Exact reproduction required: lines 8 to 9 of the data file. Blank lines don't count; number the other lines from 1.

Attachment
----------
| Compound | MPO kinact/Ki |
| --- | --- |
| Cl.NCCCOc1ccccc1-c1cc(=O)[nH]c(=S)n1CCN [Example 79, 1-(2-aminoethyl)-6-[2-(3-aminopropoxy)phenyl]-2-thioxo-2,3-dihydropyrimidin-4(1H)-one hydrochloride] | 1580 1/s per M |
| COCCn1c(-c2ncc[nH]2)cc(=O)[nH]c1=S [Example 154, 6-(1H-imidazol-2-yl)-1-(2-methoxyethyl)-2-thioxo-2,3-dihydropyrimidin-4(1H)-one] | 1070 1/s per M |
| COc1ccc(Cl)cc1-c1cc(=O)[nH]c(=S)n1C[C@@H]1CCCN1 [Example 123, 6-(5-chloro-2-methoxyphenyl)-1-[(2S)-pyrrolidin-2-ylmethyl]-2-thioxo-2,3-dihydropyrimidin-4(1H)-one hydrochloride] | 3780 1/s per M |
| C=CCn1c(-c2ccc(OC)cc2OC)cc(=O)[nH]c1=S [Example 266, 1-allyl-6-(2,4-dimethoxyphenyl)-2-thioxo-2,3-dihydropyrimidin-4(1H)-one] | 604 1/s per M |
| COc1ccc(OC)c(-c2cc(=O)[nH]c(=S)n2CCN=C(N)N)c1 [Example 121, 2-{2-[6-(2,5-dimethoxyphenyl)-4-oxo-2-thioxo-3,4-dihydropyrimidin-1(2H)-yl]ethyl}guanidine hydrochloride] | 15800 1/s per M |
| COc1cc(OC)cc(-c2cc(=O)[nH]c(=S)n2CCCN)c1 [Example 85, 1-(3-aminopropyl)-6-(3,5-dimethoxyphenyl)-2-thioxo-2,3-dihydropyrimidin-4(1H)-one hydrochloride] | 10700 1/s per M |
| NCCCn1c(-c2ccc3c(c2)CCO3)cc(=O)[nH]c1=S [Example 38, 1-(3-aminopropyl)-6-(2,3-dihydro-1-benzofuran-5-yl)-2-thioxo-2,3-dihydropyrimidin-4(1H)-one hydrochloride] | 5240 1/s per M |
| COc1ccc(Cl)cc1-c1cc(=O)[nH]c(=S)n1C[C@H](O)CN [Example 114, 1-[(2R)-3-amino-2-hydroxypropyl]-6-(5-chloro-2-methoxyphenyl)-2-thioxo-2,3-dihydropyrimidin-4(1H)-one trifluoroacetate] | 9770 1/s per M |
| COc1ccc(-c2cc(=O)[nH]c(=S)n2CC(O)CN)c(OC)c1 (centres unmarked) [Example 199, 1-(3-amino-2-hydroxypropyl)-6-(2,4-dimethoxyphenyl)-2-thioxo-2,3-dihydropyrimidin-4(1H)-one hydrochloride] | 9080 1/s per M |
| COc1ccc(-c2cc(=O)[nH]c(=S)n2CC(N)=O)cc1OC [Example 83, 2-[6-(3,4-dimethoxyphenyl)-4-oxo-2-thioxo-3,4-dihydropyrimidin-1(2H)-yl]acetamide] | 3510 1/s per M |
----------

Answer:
| COc1cc(OC)cc(-c2cc(=O)[nH]c(=S)n2CCCN)c1 [Example 85, 1-(3-aminopropyl)-6-(3,5-dimethoxyphenyl)-2-thioxo-2,3-dihydropyrimidin-4(1H)-one hydrochloride] | 10700 1/s per M |
| NCCCn1c(-c2ccc3c(c2)CCO3)cc(=O)[nH]c1=S [Example 38, 1-(3-aminopropyl)-6-(2,3-dihydro-1-benzofuran-5-yl)-2-thioxo-2,3-dihydropyrimidin-4(1H)-one hydrochloride] | 5240 1/s per M |